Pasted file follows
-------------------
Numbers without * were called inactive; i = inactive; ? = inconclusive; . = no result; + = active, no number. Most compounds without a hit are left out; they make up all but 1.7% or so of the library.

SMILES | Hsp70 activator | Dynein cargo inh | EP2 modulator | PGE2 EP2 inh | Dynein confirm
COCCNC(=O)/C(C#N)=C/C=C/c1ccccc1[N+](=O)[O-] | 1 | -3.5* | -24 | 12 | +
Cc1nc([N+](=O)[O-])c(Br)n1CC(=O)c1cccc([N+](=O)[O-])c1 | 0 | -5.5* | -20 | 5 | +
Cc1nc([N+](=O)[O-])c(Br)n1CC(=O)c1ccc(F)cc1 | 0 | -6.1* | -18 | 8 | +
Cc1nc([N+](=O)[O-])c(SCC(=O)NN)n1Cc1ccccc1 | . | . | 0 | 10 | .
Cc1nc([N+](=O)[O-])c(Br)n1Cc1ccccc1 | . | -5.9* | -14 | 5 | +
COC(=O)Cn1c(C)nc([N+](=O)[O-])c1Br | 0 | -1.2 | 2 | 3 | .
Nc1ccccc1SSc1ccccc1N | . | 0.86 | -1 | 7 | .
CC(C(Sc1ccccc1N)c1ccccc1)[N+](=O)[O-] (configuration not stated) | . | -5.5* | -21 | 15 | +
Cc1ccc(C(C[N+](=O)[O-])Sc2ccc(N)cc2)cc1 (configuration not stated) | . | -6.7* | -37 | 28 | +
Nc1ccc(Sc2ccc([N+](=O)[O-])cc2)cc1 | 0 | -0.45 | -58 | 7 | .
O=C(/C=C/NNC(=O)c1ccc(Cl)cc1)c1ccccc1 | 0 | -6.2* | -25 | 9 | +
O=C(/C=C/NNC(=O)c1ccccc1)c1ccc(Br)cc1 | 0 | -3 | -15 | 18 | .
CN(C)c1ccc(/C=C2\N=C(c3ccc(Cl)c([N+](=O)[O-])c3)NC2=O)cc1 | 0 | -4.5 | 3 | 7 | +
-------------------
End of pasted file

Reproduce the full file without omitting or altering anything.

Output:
Numbers without * were called inactive; i = inactive; ? = inconclusive; . = no result; + = active, no number. Most compounds without a hit are left out; they make up all but 1.7% or so of the library.

SMILES | Hsp70 activator | Dynein cargo inh | EP2 modulator | PGE2 EP2 inh | Dynein confirm
COCCNC(=O)/C(C#N)=C/C=C/c1ccccc1[N+](=O)[O-] | 1 | -3.5* | -24 | 12 | +
Cc1nc([N+](=O)[O-])c(Br)n1CC(=O)c1cccc([N+](=O)[O-])c1 | 0 | -5.5* | -20 | 5 | +
Cc1nc([N+](=O)[O-])c(Br)n1CC(=O)c1ccc(F)cc1 | 0 | -6.1* | -18 | 8 | +
Cc1nc([N+](=O)[O-])c(SCC(=O)NN)n1Cc1ccccc1 | . | . | 0 | 10 | .
Cc1nc([N+](=O)[O-])c(Br)n1Cc1ccccc1 | . | -5.9* | -14 | 5 | +
COC(=O)Cn1c(C)nc([N+](=O)[O-])c1Br | 0 | -1.2 | 2 | 3 | .
Nc1ccccc1SSc1ccccc1N | . | 0.86 | -1 | 7 | .
CC(C(Sc1ccccc1N)c1ccccc1)[N+](=O)[O-] (configuration not stated) | . | -5.5* | -21 | 15 | +
Cc1ccc(C(C[N+](=O)[O-])Sc2ccc(N)cc2)cc1 (configuration not stated) | . | -6.7* | -37 | 28 | +
Nc1ccc(Sc2ccc([N+](=O)[O-])cc2)cc1 | 0 | -0.45 | -58 | 7 | .
O=C(/C=C/NNC(=O)c1ccc(Cl)cc1)c1ccccc1 | 0 | -6.2* | -25 | 9 | +
O=C(/C=C/NNC(=O)c1ccccc1)c1ccc(Br)cc1 | 0 | -3 | -15 | 18 | .
CN(C)c1ccc(/C=C2\N=C(c3ccc(Cl)c([N+](=O)[O-])c3)NC2=O)cc1 | 0 | -4.5 | 3 | 7 | +